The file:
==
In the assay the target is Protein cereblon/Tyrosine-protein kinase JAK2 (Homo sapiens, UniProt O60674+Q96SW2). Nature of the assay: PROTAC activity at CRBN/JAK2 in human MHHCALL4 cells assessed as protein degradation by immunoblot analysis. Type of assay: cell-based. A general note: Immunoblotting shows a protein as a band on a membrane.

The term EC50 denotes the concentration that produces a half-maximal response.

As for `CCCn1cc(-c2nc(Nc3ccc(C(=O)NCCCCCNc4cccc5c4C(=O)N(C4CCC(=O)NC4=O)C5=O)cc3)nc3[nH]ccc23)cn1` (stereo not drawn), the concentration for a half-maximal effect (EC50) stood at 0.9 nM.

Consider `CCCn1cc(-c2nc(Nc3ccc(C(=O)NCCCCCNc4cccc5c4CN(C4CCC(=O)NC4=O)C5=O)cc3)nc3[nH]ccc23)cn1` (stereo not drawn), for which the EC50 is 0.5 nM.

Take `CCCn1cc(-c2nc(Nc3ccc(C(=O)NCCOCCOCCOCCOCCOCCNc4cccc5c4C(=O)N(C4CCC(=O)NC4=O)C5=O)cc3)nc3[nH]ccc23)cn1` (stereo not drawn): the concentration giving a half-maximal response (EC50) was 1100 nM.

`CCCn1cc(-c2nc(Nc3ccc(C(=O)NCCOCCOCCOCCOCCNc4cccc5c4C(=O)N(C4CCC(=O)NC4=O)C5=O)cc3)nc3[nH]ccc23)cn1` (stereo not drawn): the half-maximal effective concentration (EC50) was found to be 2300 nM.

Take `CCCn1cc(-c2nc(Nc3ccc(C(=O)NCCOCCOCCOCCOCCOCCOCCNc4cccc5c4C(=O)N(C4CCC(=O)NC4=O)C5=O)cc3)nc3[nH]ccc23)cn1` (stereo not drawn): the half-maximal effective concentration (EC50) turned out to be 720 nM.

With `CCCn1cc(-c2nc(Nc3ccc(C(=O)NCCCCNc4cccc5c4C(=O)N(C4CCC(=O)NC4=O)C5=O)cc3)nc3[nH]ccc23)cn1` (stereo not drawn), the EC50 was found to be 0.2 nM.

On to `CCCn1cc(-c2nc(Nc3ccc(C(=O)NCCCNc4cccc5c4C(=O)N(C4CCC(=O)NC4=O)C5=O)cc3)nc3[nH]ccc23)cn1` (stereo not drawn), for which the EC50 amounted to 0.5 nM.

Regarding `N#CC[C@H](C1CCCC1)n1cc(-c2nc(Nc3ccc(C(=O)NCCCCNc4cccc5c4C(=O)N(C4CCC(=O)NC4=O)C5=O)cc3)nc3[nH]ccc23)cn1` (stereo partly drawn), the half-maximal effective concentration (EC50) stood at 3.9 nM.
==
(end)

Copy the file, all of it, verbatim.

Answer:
In the assay the target is Protein cereblon/Tyrosine-protein kinase JAK2 (Homo sapiens, UniProt O60674+Q96SW2). Nature of the assay: PROTAC activity at CRBN/JAK2 in human MHHCALL4 cells assessed as protein degradation by immunoblot analysis. Type of assay: cell-based. A general note: Immunoblotting shows a protein as a band on a membrane.

The term EC50 denotes the concentration that produces a half-maximal response.

As for `CCCn1cc(-c2nc(Nc3ccc(C(=O)NCCCCCNc4cccc5c4C(=O)N(C4CCC(=O)NC4=O)C5=O)cc3)nc3[nH]ccc23)cn1` (stereo not drawn), the concentration for a half-maximal effect (EC50) stood at 0.9 nM.

Consider `CCCn1cc(-c2nc(Nc3ccc(C(=O)NCCCCCNc4cccc5c4CN(C4CCC(=O)NC4=O)C5=O)cc3)nc3[nH]ccc23)cn1` (stereo not drawn), for which the EC50 is 0.5 nM.

Take `CCCn1cc(-c2nc(Nc3ccc(C(=O)NCCOCCOCCOCCOCCOCCNc4cccc5c4C(=O)N(C4CCC(=O)NC4=O)C5=O)cc3)nc3[nH]ccc23)cn1` (stereo not drawn): the concentration giving a half-maximal response (EC50) was 1100 nM.

`CCCn1cc(-c2nc(Nc3ccc(C(=O)NCCOCCOCCOCCOCCNc4cccc5c4C(=O)N(C4CCC(=O)NC4=O)C5=O)cc3)nc3[nH]ccc23)cn1` (stereo not drawn): the half-maximal effective concentration (EC50) was found to be 2300 nM.

Take `CCCn1cc(-c2nc(Nc3ccc(C(=O)NCCOCCOCCOCCOCCOCCOCCNc4cccc5c4C(=O)N(C4CCC(=O)NC4=O)C5=O)cc3)nc3[nH]ccc23)cn1` (stereo not drawn): the half-maximal effective concentration (EC50) turned out to be 720 nM.

With `CCCn1cc(-c2nc(Nc3ccc(C(=O)NCCCCNc4cccc5c4C(=O)N(C4CCC(=O)NC4=O)C5=O)cc3)nc3[nH]ccc23)cn1` (stereo not drawn), the EC50 was found to be 0.2 nM.

On to `CCCn1cc(-c2nc(Nc3ccc(C(=O)NCCCNc4cccc5c4C(=O)N(C4CCC(=O)NC4=O)C5=O)cc3)nc3[nH]ccc23)cn1` (stereo not drawn), for which the EC50 amounted to 0.5 nM.

Regarding `N#CC[C@H](C1CCCC1)n1cc(-c2nc(Nc3ccc(C(=O)NCCCCNc4cccc5c4C(=O)N(C4CCC(=O)NC4=O)C5=O)cc3)nc3[nH]ccc23)cn1` (stereo partly drawn), the half-maximal effective concentration (EC50) stood at 3.9 nM.